Pugh: Yeah, we kind of wanted to do a tour together just to see if I would fit in and mesh well with the other band members before we made anything official. I think about half way through the Black Dahlia Murder tour, it was time to announce that I was in the band. Everything was smooth and we played great together – we kind of just clicked immediately.
Dead Rhetoric: There seemed to be some buzz with you joining. Was it nice to get a bit of recognition after being involved with various projects over the years?
Pugh: It was pretty cool! I have a small fanbase from my other projects but it did bring a little attention to me through Entheos – jamming with all these great musicians. It definitely helped a lot of things move fast as far as musical projects and things like that. I’ve looked up to these guys for many years, so just to jam with them is an honor really. I’m still a fan [laughs].
Dead Rhetoric: With that in mind, with your guitar playing, what do you feel that you are bringing to the table with Entheos?
Pugh: With the album, it was a weird situation because the other guitar player had already tracked all the rhythms and it was kind of last-minute and I needed to learn songs. It was about 2-3 weeks before the tour. What was originally meant to be a guest solo turned into me doing all of the solos except for two on the album. I did one and they really loved it and we just started tacking them on as time went on. For this album, I only got to contribute to the tip of the iceberg with leads and stuff like that. Navene [Koperweis] and I began writing almost instantaneously when we got back from tour, making material that is a little bit more in my style and as well as Entheos style – bridging the gaps a little bit.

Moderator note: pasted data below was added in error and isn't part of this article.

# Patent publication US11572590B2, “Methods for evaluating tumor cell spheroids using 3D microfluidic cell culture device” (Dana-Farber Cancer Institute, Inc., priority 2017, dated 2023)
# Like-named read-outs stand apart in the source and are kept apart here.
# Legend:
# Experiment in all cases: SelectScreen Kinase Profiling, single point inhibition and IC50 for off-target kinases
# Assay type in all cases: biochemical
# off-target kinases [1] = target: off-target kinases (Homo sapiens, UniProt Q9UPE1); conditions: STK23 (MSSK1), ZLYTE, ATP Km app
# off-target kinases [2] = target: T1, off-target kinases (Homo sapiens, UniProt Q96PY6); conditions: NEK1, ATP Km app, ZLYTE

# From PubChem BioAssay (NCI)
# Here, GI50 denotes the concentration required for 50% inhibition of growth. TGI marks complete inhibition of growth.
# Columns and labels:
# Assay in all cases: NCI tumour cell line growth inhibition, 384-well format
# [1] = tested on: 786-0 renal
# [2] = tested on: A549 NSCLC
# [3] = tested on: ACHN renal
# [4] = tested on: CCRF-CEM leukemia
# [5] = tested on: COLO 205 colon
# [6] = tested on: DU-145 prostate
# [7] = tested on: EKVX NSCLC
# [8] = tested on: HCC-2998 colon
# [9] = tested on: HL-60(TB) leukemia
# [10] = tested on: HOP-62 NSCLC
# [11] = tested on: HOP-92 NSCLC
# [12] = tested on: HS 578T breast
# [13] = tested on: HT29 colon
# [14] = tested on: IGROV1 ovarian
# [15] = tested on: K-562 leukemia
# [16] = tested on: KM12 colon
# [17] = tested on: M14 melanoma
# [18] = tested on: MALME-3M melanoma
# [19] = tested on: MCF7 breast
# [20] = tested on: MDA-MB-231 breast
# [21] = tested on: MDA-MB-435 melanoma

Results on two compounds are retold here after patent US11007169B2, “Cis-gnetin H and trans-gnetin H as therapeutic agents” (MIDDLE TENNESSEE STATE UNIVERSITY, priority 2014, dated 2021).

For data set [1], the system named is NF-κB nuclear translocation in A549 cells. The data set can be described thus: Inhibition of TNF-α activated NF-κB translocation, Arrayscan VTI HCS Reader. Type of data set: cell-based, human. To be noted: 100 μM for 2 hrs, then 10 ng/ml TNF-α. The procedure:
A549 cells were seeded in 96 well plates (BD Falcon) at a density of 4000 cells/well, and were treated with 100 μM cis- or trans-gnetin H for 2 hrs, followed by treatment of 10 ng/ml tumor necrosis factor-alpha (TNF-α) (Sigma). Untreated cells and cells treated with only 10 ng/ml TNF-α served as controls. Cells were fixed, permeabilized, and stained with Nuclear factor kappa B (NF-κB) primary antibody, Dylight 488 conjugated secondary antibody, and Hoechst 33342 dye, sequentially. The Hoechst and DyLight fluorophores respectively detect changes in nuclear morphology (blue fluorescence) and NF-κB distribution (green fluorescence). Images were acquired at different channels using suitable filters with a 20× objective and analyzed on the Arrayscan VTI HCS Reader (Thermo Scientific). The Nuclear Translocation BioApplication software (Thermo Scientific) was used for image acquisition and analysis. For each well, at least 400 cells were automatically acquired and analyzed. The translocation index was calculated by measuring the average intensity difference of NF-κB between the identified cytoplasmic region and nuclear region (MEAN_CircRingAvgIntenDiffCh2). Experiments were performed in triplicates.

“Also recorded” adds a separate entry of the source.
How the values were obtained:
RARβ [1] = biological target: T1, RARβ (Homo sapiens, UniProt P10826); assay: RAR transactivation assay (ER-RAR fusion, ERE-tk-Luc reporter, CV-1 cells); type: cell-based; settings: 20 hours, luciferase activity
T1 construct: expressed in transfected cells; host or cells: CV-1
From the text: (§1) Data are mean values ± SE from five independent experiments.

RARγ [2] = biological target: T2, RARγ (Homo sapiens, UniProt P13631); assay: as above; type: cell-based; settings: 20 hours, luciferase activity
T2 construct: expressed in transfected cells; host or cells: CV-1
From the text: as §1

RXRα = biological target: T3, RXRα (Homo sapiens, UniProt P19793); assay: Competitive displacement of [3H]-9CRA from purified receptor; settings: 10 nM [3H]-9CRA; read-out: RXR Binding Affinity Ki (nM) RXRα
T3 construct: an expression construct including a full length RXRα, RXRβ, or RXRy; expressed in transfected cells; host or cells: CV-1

Dead Rhetoric: So we won’t hear that until the next time around…